This tracks with what I've read, heard and seen with European Decca and USA London versions of the
same release. Not the case with Decca recordings released by RCA and later released by Decca. RCA
would master and press these in the US and usually the Decca pressings from Europe are quieter if
Also, one of those Phase 4 websites mentioned USA and Canada printed sleeves. I think Decca did this
because the cost of printing a gatefold sleeve of thick cardboard would have been much less in the
US or Canada. Most if not all of the London Jubilee discount reissues of the "golden age" recordings
I have are in sleeves made in Canada.
I don't have any factual reporting to back this up, but the process I would think occured was that
Decca pressed the records and put them in the patented lined inner sleeves in England and these were
batch-shipped to places around the world where they were sleeved and shrink-wrapped and re-boxed for
distribution to the retail channels.
-- Tom Fine
----- Original Message -----
From: "Goran Finnberg" <[log in to unmask]>
To: <[log in to unmask]>
Sent: Monday, June 22, 2009 6:11 AM
Subject: Re: [ARSCLIST] Decca/London phase 4 stereo series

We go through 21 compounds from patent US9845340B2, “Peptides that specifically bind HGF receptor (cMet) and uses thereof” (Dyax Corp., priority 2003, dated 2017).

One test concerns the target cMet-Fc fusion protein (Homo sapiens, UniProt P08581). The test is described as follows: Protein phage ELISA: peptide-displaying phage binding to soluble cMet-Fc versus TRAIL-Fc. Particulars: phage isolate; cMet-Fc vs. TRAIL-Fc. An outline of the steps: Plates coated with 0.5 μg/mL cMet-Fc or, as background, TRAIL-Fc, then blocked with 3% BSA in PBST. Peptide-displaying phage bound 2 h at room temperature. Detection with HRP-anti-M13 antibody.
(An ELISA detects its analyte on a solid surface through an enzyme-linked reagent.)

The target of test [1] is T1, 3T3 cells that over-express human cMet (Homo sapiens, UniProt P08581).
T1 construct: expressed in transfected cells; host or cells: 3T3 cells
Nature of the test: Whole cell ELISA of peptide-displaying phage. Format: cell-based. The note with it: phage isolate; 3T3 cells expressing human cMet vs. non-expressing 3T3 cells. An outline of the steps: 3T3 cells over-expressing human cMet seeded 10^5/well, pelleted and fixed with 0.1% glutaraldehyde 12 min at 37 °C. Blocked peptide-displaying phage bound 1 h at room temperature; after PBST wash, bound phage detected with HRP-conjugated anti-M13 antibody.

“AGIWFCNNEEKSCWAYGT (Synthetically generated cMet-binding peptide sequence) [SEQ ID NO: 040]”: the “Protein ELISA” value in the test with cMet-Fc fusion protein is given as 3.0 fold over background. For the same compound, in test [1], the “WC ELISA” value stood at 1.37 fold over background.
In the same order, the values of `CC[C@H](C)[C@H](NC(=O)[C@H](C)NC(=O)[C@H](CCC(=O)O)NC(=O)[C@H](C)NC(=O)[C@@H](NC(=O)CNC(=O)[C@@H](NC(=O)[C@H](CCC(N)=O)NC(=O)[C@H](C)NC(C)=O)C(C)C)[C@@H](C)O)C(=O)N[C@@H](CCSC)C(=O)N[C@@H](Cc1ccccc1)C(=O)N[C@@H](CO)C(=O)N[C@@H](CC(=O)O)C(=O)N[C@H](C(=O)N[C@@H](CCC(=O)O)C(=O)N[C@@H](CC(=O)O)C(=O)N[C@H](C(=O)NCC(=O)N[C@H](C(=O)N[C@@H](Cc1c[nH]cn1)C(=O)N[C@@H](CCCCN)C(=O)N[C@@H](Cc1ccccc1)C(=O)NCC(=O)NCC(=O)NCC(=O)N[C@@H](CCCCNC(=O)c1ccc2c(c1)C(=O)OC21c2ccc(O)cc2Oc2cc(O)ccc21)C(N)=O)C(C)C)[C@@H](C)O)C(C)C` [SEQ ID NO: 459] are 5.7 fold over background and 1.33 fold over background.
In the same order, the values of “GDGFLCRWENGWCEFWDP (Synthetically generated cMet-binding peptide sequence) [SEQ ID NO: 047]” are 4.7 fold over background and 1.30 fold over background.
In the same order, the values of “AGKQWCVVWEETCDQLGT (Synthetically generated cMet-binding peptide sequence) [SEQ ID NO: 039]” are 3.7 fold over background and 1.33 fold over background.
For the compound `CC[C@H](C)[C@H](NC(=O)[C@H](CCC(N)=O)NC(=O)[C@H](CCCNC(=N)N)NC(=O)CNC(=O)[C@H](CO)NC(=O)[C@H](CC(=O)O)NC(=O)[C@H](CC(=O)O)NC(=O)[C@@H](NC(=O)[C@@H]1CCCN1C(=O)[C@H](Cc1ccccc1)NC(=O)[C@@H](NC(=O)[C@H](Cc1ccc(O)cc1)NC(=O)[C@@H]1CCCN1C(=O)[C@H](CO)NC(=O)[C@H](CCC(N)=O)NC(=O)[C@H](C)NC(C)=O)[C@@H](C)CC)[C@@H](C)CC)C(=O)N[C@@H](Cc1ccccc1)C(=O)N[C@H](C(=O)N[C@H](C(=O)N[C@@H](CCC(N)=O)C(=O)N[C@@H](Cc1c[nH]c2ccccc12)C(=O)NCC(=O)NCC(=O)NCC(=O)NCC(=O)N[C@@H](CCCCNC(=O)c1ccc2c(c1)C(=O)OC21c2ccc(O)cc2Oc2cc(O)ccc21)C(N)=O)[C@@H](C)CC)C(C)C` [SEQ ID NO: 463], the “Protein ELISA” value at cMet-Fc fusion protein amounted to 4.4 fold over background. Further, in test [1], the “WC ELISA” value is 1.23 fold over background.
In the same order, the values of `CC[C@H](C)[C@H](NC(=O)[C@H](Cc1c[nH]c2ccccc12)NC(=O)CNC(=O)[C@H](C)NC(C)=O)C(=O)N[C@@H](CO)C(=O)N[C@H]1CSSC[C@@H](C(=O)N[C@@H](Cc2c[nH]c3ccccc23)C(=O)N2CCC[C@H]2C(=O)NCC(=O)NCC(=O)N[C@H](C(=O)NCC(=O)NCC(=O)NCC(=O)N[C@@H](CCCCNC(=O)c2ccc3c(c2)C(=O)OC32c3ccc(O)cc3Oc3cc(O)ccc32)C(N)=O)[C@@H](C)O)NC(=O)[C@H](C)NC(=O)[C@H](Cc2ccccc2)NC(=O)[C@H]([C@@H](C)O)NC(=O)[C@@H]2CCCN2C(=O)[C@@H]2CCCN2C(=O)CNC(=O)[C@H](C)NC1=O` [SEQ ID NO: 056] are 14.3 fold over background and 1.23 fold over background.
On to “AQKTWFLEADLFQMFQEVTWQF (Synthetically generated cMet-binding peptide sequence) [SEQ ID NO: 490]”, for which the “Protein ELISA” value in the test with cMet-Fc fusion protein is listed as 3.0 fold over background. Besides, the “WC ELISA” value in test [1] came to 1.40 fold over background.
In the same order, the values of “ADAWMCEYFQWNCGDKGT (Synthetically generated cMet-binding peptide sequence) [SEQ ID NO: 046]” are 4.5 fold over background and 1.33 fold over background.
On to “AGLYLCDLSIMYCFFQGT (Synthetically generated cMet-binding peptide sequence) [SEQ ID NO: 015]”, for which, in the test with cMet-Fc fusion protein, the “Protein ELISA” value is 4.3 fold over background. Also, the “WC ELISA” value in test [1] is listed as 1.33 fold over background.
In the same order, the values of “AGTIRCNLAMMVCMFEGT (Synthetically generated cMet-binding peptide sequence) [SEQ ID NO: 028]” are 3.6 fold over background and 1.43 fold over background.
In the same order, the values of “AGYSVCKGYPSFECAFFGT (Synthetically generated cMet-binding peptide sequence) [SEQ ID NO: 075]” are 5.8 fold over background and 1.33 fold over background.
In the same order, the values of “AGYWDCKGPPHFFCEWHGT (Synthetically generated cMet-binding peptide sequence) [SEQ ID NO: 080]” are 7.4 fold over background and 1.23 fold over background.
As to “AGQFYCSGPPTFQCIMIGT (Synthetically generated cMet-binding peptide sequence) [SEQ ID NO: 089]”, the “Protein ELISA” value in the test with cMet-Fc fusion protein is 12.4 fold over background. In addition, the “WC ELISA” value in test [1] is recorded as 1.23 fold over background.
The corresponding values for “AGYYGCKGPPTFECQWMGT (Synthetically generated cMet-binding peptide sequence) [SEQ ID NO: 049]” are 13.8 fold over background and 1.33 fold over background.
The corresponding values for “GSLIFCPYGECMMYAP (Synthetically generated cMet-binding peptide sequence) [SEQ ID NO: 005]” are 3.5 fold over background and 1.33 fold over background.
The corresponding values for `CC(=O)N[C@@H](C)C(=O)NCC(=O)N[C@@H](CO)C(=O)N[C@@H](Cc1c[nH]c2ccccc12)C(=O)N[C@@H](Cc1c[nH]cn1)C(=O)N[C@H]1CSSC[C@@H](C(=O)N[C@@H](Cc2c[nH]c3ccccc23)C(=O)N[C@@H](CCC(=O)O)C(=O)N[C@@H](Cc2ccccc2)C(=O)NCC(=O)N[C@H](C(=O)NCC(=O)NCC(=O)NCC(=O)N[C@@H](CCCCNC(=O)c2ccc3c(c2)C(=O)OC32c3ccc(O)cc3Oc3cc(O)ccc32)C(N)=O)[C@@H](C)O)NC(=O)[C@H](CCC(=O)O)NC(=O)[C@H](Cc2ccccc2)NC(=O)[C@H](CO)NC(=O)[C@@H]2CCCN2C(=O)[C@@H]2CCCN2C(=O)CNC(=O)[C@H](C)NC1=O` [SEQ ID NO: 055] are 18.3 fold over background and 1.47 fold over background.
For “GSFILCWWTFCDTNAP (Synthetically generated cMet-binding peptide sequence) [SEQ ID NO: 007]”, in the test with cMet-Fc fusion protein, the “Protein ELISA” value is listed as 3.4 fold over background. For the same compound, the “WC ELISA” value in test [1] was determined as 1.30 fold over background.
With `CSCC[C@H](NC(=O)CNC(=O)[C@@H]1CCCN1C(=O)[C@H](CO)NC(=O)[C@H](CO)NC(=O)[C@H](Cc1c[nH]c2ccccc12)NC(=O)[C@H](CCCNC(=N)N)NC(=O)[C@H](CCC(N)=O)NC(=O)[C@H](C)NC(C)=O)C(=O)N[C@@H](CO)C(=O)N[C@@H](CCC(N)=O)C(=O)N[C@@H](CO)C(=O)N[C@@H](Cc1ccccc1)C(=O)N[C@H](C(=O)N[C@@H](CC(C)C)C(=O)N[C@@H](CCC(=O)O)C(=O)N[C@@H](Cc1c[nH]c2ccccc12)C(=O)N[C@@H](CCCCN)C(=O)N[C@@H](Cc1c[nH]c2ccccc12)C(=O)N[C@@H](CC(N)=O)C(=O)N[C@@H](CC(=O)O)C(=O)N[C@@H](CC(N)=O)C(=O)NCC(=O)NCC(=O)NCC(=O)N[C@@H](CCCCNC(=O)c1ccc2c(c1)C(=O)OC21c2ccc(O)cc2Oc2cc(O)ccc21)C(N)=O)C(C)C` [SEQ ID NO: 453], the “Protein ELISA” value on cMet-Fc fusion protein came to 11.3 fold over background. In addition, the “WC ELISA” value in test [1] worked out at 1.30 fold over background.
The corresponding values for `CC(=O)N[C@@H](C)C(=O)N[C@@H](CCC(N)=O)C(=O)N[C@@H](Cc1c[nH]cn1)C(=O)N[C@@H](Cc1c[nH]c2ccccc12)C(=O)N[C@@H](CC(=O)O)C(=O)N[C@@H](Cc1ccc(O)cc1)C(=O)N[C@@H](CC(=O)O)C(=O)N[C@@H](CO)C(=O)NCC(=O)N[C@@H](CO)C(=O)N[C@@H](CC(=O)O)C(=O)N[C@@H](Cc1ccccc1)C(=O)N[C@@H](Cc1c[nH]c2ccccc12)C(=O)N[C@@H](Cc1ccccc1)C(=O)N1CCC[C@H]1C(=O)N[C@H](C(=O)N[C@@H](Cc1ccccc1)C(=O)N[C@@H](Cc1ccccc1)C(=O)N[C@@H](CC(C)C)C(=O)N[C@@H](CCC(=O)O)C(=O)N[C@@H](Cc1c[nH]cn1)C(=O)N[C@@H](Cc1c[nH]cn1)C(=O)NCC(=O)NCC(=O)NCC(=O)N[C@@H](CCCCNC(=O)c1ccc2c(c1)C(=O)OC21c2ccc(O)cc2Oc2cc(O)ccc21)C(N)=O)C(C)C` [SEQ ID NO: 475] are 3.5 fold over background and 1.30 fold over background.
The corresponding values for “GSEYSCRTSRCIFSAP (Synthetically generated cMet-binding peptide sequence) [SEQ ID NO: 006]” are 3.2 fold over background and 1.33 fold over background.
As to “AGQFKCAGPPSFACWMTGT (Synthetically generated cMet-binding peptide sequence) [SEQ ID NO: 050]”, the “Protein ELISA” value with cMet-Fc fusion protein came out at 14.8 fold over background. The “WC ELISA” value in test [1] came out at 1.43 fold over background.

>> Interestingly I have read that the
>> Decca phase 4 records are preferred
>> to the London pressings for sound quality.
> When I have spoken to DECCA about this, John Dunkerly is one source, they
> were adamant that London and DECCA pressings were all done in England thus
> exactly the same.
> In rare cases a master tape copy was used for a foreign release but in most
> cases pressing stampers were sent if there was a need for a swift release.
> I have compared the matrix numbers on many London releases with their DECCA
> releases and they are the same so far after more than a few hundred
> comparisons so far during some 35 years of listening and looking and I
> cannot hear any difference.
> The reason given for doing it this way was for keeping the quality up.
> DECCA always used the original edited master tape as the source for the
> Neumann cutter as they felt that the quality loss from using a copy tape was
> not acceptable at all to them.
> Best regards,
> Goran Finnberg
> The Mastering Room AB
> E-mail: [log in to unmask]
> Learn from the mistakes of others, you can never live long enough to
> make them all yourself. - John Luther